Simple Infused Vinegars

20131110_130655Pomegranate and fig balsamic…sounds delicious doesn’t it? It is.

There is pretty much nothing easier to make in the kitchen than infused vinegars. All you do is literally pour vinegar over fresh or dried herb, fruit, garlic, and other seasonings.

Infused vinegars make lovely gifts which is why I am posting now (get ready for the holidays!).

Herbal vinegars are also a great way to eat your medicine. All herbs (even common kitchen herbs like basil and thyme) contain some medicinal qualities. Vinegars are a great way to draw these out and each herb has something special to offer. While medicine might not be your primary purpose it is a helpful bonus.

Making basic herbal vinegars

Materials:

  • Vinegar of your choice – apple cider, white balsamic, balsamic, white wine, red wine, or other good quality vinegar.
  • You can use white vinegar, but its flavour doesn’t seem to improve no matter how much herbs you pack in.
  • Herbs – Lemon balm, thyme, rosemary, oregano, catnip, garlic, onions, etc. You want to use herbs that are aromatic.
  • Fruit – Strawberries, pomegranate, lemon, lime, orange, blueberries…the list goes on.

Directions:

  1. 20131110_122742Place your herbs and fruit in a large clean mason jar.
  2. Pour vinegar over the herbs leaving about 1 in of head space. Some may float so estimate an inch. Over time they will absorb the alcohol and sink.
  3. If using metal lids, line with plastic wrap. Vinegar will degrade the metal over time.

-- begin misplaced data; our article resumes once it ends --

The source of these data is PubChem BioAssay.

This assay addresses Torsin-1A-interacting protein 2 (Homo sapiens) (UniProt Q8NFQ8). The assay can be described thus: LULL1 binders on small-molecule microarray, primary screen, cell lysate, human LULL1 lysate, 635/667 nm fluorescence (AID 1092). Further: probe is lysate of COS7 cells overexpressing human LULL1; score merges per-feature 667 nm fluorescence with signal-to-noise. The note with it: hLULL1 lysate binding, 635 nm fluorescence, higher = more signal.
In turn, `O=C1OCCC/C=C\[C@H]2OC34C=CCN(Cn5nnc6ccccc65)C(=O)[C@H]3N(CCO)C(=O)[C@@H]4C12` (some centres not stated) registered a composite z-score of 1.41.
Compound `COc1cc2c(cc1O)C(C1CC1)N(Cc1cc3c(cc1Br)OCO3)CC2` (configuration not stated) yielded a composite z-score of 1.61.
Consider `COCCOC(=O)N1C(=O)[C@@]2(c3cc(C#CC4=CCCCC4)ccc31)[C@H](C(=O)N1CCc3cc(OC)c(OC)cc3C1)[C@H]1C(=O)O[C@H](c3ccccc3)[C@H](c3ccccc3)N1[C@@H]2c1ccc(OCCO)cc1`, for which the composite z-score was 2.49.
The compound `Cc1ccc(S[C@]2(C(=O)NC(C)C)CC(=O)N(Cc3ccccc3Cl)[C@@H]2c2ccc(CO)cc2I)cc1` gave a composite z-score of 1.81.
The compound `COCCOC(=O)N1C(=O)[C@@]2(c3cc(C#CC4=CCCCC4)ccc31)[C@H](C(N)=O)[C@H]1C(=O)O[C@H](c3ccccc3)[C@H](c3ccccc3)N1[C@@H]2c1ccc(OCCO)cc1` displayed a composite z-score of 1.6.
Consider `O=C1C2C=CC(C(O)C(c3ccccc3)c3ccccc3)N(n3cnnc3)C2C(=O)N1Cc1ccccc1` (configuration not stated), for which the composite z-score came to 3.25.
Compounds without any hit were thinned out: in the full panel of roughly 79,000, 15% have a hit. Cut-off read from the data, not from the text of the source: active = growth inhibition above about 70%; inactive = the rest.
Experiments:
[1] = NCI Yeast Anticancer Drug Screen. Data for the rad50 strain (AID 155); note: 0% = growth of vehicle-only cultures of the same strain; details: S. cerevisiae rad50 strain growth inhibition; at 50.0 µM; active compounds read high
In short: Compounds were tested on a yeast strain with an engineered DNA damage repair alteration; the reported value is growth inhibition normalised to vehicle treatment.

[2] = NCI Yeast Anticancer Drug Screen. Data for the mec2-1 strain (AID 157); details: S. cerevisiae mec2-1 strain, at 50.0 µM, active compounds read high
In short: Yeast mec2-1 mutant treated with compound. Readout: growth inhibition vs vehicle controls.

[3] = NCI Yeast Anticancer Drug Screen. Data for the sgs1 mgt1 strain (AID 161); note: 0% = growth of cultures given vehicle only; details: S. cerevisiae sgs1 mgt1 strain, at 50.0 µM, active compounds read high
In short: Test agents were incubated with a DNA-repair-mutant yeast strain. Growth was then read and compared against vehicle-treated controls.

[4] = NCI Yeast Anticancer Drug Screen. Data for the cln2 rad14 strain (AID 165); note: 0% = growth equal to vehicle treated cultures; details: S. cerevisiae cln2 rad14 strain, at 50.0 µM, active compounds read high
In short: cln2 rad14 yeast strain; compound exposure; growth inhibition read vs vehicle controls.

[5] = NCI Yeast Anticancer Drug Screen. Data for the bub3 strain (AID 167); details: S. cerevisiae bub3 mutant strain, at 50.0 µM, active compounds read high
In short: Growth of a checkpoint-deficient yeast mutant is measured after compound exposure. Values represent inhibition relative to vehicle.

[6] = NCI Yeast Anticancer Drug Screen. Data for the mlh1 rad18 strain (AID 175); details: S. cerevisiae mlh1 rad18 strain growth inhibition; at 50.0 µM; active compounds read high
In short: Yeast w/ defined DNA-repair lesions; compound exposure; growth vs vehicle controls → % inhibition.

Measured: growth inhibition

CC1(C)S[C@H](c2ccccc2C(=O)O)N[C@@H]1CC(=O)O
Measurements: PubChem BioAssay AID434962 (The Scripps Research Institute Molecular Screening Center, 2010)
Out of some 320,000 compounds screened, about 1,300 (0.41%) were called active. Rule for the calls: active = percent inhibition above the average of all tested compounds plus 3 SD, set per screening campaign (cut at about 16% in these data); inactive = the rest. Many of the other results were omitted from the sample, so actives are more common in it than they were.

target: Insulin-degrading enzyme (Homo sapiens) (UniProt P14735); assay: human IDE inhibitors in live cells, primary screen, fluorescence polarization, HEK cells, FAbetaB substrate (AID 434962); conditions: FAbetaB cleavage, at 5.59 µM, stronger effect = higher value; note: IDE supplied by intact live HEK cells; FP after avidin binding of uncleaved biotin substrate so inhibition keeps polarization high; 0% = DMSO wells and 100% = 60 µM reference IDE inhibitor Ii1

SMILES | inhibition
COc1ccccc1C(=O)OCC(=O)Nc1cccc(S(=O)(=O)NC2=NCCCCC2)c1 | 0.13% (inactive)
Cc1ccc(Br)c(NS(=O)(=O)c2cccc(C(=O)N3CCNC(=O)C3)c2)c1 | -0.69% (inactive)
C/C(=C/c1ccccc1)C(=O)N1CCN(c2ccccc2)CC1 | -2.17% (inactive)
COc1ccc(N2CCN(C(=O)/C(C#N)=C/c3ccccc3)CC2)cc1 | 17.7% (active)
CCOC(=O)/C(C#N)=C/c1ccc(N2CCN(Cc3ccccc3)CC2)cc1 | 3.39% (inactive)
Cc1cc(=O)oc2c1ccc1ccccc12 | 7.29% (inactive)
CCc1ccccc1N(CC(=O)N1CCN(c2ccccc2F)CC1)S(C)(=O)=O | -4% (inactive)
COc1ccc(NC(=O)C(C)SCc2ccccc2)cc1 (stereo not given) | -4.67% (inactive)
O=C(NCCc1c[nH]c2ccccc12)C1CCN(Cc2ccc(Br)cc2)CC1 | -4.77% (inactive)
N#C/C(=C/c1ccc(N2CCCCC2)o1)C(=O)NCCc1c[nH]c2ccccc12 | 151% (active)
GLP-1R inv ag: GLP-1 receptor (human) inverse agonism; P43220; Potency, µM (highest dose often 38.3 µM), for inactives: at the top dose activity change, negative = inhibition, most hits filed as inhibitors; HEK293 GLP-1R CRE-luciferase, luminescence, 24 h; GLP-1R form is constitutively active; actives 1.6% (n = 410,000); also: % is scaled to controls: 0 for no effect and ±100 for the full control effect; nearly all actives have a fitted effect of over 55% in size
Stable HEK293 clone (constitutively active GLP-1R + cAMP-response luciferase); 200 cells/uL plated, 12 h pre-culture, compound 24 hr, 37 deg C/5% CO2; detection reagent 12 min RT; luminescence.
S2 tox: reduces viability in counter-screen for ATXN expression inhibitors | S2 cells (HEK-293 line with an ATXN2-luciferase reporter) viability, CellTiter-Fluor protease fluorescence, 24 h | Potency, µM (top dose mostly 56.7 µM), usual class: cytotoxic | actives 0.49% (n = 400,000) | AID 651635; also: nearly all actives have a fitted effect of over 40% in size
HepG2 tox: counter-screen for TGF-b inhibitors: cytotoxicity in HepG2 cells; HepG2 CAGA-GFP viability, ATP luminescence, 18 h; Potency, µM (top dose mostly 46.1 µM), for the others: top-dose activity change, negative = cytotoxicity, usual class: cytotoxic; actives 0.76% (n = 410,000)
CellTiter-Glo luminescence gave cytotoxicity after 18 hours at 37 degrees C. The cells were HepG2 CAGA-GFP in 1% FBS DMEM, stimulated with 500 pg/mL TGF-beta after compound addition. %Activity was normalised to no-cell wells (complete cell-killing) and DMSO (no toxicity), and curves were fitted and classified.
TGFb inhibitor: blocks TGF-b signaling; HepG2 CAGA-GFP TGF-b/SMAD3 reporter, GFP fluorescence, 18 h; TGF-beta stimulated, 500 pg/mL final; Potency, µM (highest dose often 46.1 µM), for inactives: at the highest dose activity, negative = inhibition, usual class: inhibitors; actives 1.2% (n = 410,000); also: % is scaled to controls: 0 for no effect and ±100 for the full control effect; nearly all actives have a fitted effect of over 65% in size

4. Let the herbs infuse in the vinegar for about 4-6 weeks, giving the jar a shake every couple of days. The herbs will actually start to flavor the vinegar in 24 hours, but the flavour will be more concentrated in a few weeks.
  5. Try tasting to determine if it is ready or not (that’s all up to personal taste). You may want to add more vinegar as the herbs absorb the vinegar.20131110_123257
  6. It is best to strain the herbs out (so your bottle doesn’t clog) and then pour it into a salad dressing or other jar. However, for presentation sakes you might want to leave some in there or strain, then add a few springs of the herb, slices of lemons, etc.

You can use any herb combinations that you want into the infusion. Here are some combinations that I like:

Rosemary & Garlic
Use fresh sprigs and garlic cloves in red wine vinegar. Combine with a bit of olive oil and use it for bread dipping, or sprinkle on pizza or pasta. Both rosemary and garlic are great immune boosters and help with heart health.

Lemon Balm and Lemon
Grated lemon zest, chopped some lemon, and lemon balm in white wine vinegar is a lemony sensation. Use it on grains like couscous and quinoa, or make a salad dressing with it. The vitamin C in the lemon will help you absorb iron in your other food, and lemon balm is a wonderful plant for the nervous system.

Pomegranate and Fig infused Balsamic
The name says it all. Smooth, fruity, and decadent. This vinegar is a great balance between sweet and sour. Superb in salad or drizzled on fruit (like strawberries)! This vinegar is full of anti-oxidants.

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Fennel & Citrus
Add crushed fennel seeds and the zest of one lemon, lime, and orange to apple cider vinegar. This fruity vinegar tastes great on a spinach salad with mandarin slices and toasted sesame seeds. Fennel is great for digestion and the vitamin C in the citrus will help you absorb the iron in the spinach.

What combinations will you try? Let us know if the comments below.

One Response

  1. […] kelp and/or ground pepper. Some folks even like to spritz vinegars on them so why not try an infused vinegar you’ve made […]

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